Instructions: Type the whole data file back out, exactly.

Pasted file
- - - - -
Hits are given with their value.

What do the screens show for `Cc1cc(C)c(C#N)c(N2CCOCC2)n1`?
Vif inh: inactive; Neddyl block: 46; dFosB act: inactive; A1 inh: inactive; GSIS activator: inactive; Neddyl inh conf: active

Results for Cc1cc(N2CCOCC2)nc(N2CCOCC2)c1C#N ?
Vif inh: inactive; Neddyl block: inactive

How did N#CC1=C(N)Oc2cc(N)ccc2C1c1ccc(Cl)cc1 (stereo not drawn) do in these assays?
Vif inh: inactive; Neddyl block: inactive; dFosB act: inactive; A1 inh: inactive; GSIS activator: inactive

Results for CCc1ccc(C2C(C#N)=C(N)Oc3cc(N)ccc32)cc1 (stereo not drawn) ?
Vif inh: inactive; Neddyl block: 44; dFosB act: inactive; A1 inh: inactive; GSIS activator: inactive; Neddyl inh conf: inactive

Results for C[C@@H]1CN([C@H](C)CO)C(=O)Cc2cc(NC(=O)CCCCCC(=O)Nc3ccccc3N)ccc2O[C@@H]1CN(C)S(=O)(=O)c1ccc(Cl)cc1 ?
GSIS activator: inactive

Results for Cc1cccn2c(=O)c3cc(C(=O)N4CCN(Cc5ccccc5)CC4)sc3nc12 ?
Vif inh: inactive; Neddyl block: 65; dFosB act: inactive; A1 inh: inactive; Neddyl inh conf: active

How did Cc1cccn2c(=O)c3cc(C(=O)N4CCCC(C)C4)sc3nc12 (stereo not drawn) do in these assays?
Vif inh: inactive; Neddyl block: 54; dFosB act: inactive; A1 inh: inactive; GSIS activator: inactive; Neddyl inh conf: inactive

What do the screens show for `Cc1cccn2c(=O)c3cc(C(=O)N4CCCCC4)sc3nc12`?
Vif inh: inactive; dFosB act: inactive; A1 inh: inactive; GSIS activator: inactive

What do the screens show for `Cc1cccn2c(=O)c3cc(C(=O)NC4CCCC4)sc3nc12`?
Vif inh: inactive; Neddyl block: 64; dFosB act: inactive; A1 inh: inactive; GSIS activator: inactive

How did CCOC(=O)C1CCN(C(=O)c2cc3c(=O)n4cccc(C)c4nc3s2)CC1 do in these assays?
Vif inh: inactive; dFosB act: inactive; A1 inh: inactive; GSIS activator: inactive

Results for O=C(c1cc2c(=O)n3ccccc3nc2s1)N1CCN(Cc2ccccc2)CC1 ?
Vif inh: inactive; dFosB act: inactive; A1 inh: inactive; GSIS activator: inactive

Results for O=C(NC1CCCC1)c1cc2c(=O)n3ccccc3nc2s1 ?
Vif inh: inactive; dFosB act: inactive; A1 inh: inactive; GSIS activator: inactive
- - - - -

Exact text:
Hits are given with their value.

What do the screens show for `Cc1cc(C)c(C#N)c(N2CCOCC2)n1`?
Vif inh: inactive; Neddyl block: 46; dFosB act: inactive; A1 inh: inactive; GSIS activator: inactive; Neddyl inh conf: active

Results for Cc1cc(N2CCOCC2)nc(N2CCOCC2)c1C#N ?
Vif inh: inactive; Neddyl block: inactive

How did N#CC1=C(N)Oc2cc(N)ccc2C1c1ccc(Cl)cc1 (stereo not drawn) do in these assays?
Vif inh: inactive; Neddyl block: inactive; dFosB act: inactive; A1 inh: inactive; GSIS activator: inactive

Results for CCc1ccc(C2C(C#N)=C(N)Oc3cc(N)ccc32)cc1 (stereo not drawn) ?
Vif inh: inactive; Neddyl block: 44; dFosB act: inactive; A1 inh: inactive; GSIS activator: inactive; Neddyl inh conf: inactive

Results for C[C@@H]1CN([C@H](C)CO)C(=O)Cc2cc(NC(=O)CCCCCC(=O)Nc3ccccc3N)ccc2O[C@@H]1CN(C)S(=O)(=O)c1ccc(Cl)cc1 ?
GSIS activator: inactive

Results for Cc1cccn2c(=O)c3cc(C(=O)N4CCN(Cc5ccccc5)CC4)sc3nc12 ?
Vif inh: inactive; Neddyl block: 65; dFosB act: inactive; A1 inh: inactive; Neddyl inh conf: active

How did Cc1cccn2c(=O)c3cc(C(=O)N4CCCC(C)C4)sc3nc12 (stereo not drawn) do in these assays?
Vif inh: inactive; Neddyl block: 54; dFosB act: inactive; A1 inh: inactive; GSIS activator: inactive; Neddyl inh conf: inactive

What do the screens show for `Cc1cccn2c(=O)c3cc(C(=O)N4CCCCC4)sc3nc12`?
Vif inh: inactive; dFosB act: inactive; A1 inh: inactive; GSIS activator: inactive

What do the screens show for `Cc1cccn2c(=O)c3cc(C(=O)NC4CCCC4)sc3nc12`?
Vif inh: inactive; Neddyl block: 64; dFosB act: inactive; A1 inh: inactive; GSIS activator: inactive

How did CCOC(=O)C1CCN(C(=O)c2cc3c(=O)n4cccc(C)c4nc3s2)CC1 do in these assays?
Vif inh: inactive; dFosB act: inactive; A1 inh: inactive; GSIS activator: inactive

Results for O=C(c1cc2c(=O)n3ccccc3nc2s1)N1CCN(Cc2ccccc2)CC1 ?
Vif inh: inactive; dFosB act: inactive; A1 inh: inactive; GSIS activator: inactive

Results for O=C(NC1CCCC1)c1cc2c(=O)n3ccccc3nc2s1 ?
Vif inh: inactive; dFosB act: inactive; A1 inh: inactive; GSIS activator: inactive